# a problem of trinomial distribution

$X_1$, $X_2$, $X_3$ are distributed according to the trinomial distribution with $n$($=X_1+X_2+X_3$) and $p_1$, $p_2$, $p_3$ ($p_1+p_2+p_3=1$). What is a correlation of $X_i$ and $X_j$? Is the conditional probability function $p(x_2,x_3|x_1)$ of $X_2$ and $X_3$ given that $X_1=x_1$ what special families of distributions? I think it need the probability function and moment generating function...but I am not sure..

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The probability distribution is

$$\mathbb{P}(X_1=k,X_2=l,X_3=m) = {{n}\choose{k,l,m}} p_1^k p_2^l p_3^m$$

with $k+l+m=n$ and $k,l,m \in \{0,\ldots,n\}$.

Multiply this by $x^k y^l z^m$ and sum over all possible values for the triple $(k,l,m)$ and you'll get the following generating function:

$$\Phi(x,y,z)=(p_1 x + p_2 y + p_3 z)^n \; .$$

By taking derivatives w.r.t the variables $x,y$ or $z$, you can easily find moments. For instance

$$\mathbb{E}[X_1 X_2] = \left.\frac{\partial^2\Phi}{\partial x \partial y}\right|_{(1,1,1)}=n(n-1)p_1p_2 \; .$$

Here's the wikipedia page for the multinomial distribution. Just put $k=3$ to find anything you need.

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I'm glad you were able to figure out what OP was talking about. I'm not sure I see how this answers questions about correlations, conditional probabilities, and whatever else it is that OP has in mind. – Gerry Myerson Jul 30 '12 at 5:26
I just gave the probability distribution and the generating function. From that he can find the covariance matrix. And conditional probabilities. I'm not sure I'm understanding his entire question either. I think he just wants to know all the properties of the trinomial distribution. – Raskolnikov Jul 30 '12 at 5:35
sorry, I think the definition of generating function is like φ(t)=E (e^tX), do you use this? – perry zhu Jul 30 '12 at 5:57
That's the moment generating function. I use the probability generating function. However they are identical, just make the substitution $x=e^{t}$ and likewise for the other variables. – Raskolnikov Jul 30 '12 at 6:01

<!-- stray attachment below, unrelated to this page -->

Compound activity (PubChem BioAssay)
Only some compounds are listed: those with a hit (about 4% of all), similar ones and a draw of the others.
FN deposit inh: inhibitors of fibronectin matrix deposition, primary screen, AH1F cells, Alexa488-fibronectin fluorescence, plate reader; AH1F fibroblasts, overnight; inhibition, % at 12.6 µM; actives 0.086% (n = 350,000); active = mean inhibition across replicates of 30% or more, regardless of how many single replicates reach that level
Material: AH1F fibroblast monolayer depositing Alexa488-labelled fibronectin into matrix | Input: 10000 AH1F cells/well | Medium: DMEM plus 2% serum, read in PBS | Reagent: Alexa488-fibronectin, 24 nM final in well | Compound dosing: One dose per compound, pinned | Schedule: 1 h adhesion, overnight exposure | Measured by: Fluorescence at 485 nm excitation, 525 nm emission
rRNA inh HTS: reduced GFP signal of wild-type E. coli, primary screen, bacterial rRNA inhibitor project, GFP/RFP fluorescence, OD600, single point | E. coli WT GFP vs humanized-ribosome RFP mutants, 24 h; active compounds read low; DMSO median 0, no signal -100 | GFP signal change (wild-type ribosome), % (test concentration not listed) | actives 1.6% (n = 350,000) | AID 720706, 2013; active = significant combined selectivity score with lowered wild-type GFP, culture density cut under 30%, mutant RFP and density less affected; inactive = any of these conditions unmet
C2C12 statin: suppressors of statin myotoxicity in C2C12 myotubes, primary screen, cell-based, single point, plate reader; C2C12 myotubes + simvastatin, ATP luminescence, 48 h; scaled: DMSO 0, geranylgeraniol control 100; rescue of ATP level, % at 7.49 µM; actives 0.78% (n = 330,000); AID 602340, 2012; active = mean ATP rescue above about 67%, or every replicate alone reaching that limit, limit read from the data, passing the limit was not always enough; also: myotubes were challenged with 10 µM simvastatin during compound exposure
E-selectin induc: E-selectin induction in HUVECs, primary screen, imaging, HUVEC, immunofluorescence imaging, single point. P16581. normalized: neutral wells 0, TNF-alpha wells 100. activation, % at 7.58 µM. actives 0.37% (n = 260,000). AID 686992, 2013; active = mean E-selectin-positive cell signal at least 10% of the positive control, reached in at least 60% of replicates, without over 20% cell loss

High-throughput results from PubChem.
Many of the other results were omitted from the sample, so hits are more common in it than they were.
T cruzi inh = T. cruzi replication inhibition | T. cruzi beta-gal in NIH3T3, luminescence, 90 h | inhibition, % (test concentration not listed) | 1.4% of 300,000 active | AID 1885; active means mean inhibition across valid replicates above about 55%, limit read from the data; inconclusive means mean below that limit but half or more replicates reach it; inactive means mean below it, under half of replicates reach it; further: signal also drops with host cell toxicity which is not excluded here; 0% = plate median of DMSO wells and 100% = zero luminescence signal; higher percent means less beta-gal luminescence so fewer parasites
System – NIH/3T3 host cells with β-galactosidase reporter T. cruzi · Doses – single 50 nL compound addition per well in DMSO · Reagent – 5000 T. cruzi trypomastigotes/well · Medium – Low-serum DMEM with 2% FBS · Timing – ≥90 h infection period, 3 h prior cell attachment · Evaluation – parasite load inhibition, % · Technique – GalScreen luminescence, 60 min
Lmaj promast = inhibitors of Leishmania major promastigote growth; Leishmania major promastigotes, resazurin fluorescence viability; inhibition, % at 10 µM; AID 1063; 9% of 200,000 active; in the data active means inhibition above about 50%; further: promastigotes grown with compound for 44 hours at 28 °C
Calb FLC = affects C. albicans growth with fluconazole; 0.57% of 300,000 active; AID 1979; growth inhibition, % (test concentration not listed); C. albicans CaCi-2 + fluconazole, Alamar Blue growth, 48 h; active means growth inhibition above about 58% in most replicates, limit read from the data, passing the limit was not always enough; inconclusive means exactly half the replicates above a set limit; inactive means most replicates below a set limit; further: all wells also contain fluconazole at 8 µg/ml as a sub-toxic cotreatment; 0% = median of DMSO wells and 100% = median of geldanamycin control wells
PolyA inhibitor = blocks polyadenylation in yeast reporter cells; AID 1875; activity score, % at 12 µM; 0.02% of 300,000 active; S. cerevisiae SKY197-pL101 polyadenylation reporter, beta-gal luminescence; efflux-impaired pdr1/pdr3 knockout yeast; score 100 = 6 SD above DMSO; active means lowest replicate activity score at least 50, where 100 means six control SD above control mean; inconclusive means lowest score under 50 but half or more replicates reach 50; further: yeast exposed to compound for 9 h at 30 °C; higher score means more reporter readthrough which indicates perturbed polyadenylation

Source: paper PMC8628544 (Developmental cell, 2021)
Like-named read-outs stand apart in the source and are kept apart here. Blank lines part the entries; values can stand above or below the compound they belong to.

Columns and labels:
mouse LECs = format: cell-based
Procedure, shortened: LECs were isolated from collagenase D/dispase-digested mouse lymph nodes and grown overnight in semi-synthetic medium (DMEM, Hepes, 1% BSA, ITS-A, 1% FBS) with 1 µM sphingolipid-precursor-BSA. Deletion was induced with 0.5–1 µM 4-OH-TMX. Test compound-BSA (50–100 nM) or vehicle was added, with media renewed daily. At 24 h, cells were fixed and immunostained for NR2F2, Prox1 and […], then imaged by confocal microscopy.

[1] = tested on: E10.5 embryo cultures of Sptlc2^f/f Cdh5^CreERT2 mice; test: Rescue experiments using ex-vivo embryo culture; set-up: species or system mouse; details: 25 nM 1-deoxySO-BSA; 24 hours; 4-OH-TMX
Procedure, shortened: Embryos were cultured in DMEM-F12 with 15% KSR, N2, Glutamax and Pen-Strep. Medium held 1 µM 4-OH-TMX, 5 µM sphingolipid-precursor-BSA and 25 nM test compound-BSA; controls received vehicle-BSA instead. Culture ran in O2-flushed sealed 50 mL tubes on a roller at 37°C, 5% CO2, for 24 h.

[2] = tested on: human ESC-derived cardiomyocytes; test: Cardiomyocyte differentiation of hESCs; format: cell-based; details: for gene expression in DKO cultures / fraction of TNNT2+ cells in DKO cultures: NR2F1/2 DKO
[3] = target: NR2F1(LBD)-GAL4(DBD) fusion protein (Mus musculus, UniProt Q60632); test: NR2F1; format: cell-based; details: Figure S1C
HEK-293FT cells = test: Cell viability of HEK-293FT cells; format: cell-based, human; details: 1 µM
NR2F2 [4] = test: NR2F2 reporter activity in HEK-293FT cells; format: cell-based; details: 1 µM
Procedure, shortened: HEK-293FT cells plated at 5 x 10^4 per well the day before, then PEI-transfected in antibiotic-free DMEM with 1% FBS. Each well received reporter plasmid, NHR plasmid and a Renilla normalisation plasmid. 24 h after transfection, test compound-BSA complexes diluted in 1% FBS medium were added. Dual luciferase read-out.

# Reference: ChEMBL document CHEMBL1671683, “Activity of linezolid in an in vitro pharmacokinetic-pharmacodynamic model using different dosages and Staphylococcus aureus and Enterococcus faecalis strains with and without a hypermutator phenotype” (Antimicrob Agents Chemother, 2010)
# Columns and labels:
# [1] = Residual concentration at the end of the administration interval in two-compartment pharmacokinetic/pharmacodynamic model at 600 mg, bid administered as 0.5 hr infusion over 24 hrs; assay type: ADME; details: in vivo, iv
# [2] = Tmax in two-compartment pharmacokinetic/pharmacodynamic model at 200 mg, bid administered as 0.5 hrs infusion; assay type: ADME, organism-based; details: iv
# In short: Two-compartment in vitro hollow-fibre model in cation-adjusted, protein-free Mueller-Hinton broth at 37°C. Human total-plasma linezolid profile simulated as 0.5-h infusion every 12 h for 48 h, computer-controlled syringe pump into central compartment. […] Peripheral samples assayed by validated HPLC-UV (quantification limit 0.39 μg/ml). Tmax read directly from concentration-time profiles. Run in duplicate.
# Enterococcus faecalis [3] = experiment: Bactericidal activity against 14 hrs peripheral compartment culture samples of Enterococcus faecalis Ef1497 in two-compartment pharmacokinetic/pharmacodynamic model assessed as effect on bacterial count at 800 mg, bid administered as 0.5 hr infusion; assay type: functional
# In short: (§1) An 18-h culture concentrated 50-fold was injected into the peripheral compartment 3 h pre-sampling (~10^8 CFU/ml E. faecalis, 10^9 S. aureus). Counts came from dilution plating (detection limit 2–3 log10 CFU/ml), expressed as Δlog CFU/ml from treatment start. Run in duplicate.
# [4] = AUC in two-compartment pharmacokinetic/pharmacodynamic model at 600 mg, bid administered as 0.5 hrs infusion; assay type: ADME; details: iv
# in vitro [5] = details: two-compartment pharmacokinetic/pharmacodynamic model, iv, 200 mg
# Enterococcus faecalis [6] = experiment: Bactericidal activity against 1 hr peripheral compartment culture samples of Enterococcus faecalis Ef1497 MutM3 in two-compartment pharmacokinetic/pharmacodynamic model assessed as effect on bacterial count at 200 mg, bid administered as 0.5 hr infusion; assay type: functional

thank you, but how about the conditional probabilities of the trinomial distribution.I did not find clue in the wikipedia page. – perry zhu Jul 30 '12 at 9:28

The conditional distribution of $(X_2,X_3)$ given that $X_1=x_1$:

We have possible outcomes $A_1$, $A_2$, $A_3$, where $\Pr(A_i)=p_i$. The experiment was repeated independently $n$ times. We want the probability that $A_2$ happened $x_2$ times, and $A_3$ happened $x_3$ times, given that $A_1$ happened $x_1$ times.

If we know that $X_1=x_1$, then $X_2+X_3=n-x_1$. The ratio of the conditional probabilities of $A_2$ and $A_3$ is unchanged at $p_2:p_3$. (We need to assume that $p_2+p_3\ne 0$, that is, that $p_1\ne 1$.)

But the conditional probabilities $p_2'$ and $p_3'$ of $A_2$ and $A_3$ must add up to $1$. Thus $p_2'=\frac{p_2}{p_2+p_3}$ and $p_3'=\frac{p_3}{p_2+p_3}$.

The conditional distribution of $(X_2,X_3)$ is therefore binomial (the case $2$ of the multinomial), and $$p(x_2,x_3|x_1)=\frac{(x_2+x_3)!}{x_2!x_3!}(p_2')^{x_2}(p_3')^{x_3},$$ where $x_2+x_3=n-x_1$.

If we know that $X_1=x_1$, then the value of $X_3$ is completely determined once we know $X_2$. So more simply we can say that $X_2$ has the ordinary binomial distribution, with probability of success $p_2'$, and number of trials $n-x_1$.

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ok I get it, thanks everyone. – perry zhu Jul 30 '12 at 15:23
@perryzhu: I think you should unaccept my answer, and return to accepting the one by Raskalnikov, who answered the great bulk of your questions. – André Nicolas Jul 30 '12 at 15:27
ok, thank you, I just realize that I can only accept one answer. – perry zhu Jul 30 '12 at 15:45